COVID-19: How are other countries reacting to cases and deaths rising?


With Ireland in the middle of Lockdown III, were all once again being reunited with Zoom quizzes, virtual office meetings and the wonders that are on Netflix.


We can only travel within 5km for exercise and urgent reasons, and banana bread will soon become as popular as it was last year.


But how are other countries dealing with second or third spikes of the coronavirus?


England


People in England must stay at home and only go out for certain reasons.


It is illegal to leave home without a "reasonable excuse".


If you don't have one, police can fine you 200 for a first offence - doubling for further offences up to a maximum of 6,400.


Scotland


Like Ireland, the Scots have their own tiered restriction levels - from zero to four.


Mainland Scotland (and the isles of Skye, Arran, Bute and Gigha) have moved to "enhanced level four" until at least the end of January.


People should only leave home for essential reasons such as caring responsibilities, essential shopping, exercise or seeing their extended household.


China


The COVID-19 virus which began in Wuhan was tamed quickly after the inital spread.


However, another lockdown, introduced in Beijing over the weekend, imposed strict measures.


Residents in the Shunyi district of the Chinese capital will be under closed management .


That means that they will be barred from leaving their residential areas until everyone has been COVID tested.


In other lockdowns in China, only one member of each household was permitted to leave their home every couple of days to collect necessary supplies.


Australia


Generally, Australia has coped quite well - bar one state.


South Australia imposed one of the toughest ever COVID lockdowns in November after a cleaner in a quarantine hotel in Adelaide infected 23 other people.


The state-wide measures meant that most people werent allowed to even step out of their homes, not even for exercising or walking their pets.


Only one designated family member was allowed to leave the house, and only once a day for essential work.


Germany


Germany are in the middle of a similar lockdown as we have here.


Residents in areas with a seven-day infection rate of more than 200 cases per 100,000 people will be banned from travelling 9.3 miles from their homes without a valid reason.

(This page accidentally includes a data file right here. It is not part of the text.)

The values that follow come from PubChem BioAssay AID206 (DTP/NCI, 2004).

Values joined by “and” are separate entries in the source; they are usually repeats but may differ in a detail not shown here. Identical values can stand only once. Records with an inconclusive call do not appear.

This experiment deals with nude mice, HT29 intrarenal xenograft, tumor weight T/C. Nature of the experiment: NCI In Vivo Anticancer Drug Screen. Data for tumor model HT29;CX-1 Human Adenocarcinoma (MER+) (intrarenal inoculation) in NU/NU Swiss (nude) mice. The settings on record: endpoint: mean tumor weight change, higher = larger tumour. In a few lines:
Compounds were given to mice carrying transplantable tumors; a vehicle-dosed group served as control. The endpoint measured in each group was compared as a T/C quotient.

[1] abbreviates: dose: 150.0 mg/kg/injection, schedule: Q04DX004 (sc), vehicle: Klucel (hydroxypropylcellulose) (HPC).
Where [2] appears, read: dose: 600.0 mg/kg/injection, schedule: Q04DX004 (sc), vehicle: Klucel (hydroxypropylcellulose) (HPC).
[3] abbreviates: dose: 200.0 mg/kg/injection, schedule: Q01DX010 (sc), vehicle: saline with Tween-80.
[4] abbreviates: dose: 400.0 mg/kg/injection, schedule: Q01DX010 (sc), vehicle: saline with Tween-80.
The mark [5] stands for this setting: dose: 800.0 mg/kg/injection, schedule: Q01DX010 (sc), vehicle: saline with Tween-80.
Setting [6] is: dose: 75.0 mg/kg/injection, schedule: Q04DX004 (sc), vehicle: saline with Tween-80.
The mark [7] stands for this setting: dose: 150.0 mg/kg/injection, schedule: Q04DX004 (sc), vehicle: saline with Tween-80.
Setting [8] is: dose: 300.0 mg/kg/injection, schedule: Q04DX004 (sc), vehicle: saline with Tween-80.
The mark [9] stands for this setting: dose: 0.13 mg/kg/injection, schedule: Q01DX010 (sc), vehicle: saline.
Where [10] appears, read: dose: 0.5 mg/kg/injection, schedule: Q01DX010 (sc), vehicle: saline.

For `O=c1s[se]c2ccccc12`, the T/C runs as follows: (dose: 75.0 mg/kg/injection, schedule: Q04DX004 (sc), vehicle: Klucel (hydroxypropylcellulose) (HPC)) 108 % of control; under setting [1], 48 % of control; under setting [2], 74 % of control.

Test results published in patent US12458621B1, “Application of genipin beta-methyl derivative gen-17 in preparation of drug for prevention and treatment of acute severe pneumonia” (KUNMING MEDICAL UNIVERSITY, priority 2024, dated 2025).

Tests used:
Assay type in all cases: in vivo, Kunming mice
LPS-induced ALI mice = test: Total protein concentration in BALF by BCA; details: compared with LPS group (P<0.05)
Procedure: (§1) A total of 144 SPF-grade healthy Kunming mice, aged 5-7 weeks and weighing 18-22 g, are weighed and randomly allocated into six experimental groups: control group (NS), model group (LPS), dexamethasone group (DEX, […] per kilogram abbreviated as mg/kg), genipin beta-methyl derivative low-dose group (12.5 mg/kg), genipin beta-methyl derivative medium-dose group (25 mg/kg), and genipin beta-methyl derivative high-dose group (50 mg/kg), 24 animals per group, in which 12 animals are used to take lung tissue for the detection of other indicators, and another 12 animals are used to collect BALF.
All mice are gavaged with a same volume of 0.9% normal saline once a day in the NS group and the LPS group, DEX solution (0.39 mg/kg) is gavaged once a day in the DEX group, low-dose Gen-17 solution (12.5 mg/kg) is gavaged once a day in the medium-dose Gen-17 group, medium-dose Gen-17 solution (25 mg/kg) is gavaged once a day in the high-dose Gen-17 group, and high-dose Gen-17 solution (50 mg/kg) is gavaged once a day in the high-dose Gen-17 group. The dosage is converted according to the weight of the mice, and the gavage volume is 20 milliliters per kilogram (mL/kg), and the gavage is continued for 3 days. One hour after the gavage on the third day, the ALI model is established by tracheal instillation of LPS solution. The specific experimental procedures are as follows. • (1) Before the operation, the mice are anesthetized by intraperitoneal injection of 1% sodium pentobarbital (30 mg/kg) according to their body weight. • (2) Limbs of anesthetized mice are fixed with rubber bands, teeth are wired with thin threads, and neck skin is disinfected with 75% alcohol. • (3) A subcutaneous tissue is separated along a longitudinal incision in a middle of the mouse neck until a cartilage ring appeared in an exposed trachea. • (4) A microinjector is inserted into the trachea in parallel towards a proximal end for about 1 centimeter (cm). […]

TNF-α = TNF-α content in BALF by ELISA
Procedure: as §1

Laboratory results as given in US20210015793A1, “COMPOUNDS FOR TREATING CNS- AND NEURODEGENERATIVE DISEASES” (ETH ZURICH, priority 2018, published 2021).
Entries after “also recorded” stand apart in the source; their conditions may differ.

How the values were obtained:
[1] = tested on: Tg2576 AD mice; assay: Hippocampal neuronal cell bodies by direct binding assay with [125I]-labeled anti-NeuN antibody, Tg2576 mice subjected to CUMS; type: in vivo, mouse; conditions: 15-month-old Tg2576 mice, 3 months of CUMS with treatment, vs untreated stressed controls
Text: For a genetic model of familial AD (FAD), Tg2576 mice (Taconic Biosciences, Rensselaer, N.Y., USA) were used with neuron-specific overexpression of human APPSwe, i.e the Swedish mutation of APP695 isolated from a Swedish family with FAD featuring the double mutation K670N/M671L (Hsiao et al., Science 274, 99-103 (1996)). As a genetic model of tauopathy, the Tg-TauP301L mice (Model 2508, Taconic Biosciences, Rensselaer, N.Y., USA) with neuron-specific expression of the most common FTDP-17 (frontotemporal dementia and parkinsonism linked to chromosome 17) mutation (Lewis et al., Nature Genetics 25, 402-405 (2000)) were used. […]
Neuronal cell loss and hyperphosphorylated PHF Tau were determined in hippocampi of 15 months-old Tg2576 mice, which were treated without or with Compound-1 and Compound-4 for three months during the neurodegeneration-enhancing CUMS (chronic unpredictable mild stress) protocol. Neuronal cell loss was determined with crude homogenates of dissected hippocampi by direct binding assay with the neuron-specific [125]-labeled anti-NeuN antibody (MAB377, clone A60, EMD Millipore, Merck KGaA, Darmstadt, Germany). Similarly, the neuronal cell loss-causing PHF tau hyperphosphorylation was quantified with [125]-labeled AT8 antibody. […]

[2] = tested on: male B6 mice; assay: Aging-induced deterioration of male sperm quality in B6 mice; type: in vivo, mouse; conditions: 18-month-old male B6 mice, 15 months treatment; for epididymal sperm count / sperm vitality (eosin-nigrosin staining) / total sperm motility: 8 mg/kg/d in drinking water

Non-essential shops and services are to remain closed, and employers are encouraged to let their staff work from home where possible.


Schools and day care centres have been largely closed, with remote learning for students.


Anyone arriving in Germany from a high-risk area must submit two negative Covid tests, with a minimum five-day quarantine period between the tests.


However, it could last a hell of a lot longer.


If we do not manage to stop this British virus, then we will have 10-times the number of cases by Easter, Chancellor Angela Merkel has said.


Japan


Japan had been in control of the virus until recently.


On Friday Japans Prime Minister Yoshihide Suga declared a month-long state of emergency for the capital Tokyo, during which time bars and restaurants must stop serving alcohol by 7pm and all businesses must close by 8pm.


A nighttime lockdown curfew also means people must not not leave their homes after 8pm.


There are less than 200 days until the country hosts the Olympic Games.


Argentina


The South American country brought in one of the longest lockdowns when the virus first broke out last year.


Buenos Aires, their capital, was shut down from March 15 to November 8.


Schools and businesses shut and tough penalties for anyone who couldnt justify being outside.


People over 70 were required to carry a special permit to circulate around the city, which was only valid for one day.


Permissions were only granted for the collection of pensions or for medical treatment.


Now, in order to stop a second spike, anationwide ban on driving between 11pm and 5am was announced last week